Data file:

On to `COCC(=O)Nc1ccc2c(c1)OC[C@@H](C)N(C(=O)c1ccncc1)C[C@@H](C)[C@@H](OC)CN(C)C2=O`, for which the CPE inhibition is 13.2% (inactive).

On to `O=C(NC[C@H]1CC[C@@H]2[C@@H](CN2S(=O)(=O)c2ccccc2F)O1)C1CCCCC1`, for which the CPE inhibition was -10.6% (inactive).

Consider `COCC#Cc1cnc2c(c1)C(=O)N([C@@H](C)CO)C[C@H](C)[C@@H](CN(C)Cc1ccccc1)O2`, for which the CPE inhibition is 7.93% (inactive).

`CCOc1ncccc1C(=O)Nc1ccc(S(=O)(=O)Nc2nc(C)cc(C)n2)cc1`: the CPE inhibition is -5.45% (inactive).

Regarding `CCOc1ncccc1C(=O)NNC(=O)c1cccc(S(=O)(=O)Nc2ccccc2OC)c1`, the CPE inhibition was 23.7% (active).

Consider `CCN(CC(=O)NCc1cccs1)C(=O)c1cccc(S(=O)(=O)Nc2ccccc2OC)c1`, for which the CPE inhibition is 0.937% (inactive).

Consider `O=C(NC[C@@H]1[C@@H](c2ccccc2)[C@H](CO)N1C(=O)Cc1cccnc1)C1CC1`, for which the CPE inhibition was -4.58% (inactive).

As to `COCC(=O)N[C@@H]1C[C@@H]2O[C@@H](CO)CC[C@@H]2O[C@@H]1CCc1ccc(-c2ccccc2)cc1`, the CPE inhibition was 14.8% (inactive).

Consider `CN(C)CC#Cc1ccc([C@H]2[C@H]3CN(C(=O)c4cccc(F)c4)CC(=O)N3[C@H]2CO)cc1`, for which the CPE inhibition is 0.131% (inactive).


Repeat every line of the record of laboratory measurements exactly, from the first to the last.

On to `COCC(=O)Nc1ccc2c(c1)OC[C@@H](C)N(C(=O)c1ccncc1)C[C@@H](C)[C@@H](OC)CN(C)C2=O`, for which the CPE inhibition is 13.2% (inactive).

On to `O=C(NC[C@H]1CC[C@@H]2[C@@H](CN2S(=O)(=O)c2ccccc2F)O1)C1CCCCC1`, for which the CPE inhibition was -10.6% (inactive).

Consider `COCC#Cc1cnc2c(c1)C(=O)N([C@@H](C)CO)C[C@H](C)[C@@H](CN(C)Cc1ccccc1)O2`, for which the CPE inhibition is 7.93% (inactive).

`CCOc1ncccc1C(=O)Nc1ccc(S(=O)(=O)Nc2nc(C)cc(C)n2)cc1`: the CPE inhibition is -5.45% (inactive).

Regarding `CCOc1ncccc1C(=O)NNC(=O)c1cccc(S(=O)(=O)Nc2ccccc2OC)c1`, the CPE inhibition was 23.7% (active).

Consider `CCN(CC(=O)NCc1cccs1)C(=O)c1cccc(S(=O)(=O)Nc2ccccc2OC)c1`, for which the CPE inhibition is 0.937% (inactive).

Consider `O=C(NC[C@@H]1[C@@H](c2ccccc2)[C@H](CO)N1C(=O)Cc1cccnc1)C1CC1`, for which the CPE inhibition was -4.58% (inactive).

As to `COCC(=O)N[C@@H]1C[C@@H]2O[C@@H](CO)CC[C@@H]2O[C@@H]1CCc1ccc(-c2ccccc2)cc1`, the CPE inhibition was 14.8% (inactive).

Consider `CN(C)CC#Cc1ccc([C@H]2[C@H]3CN(C(=O)c4cccc(F)c4)CC(=O)N3[C@H]2CO)cc1`, for which the CPE inhibition is 0.131% (inactive).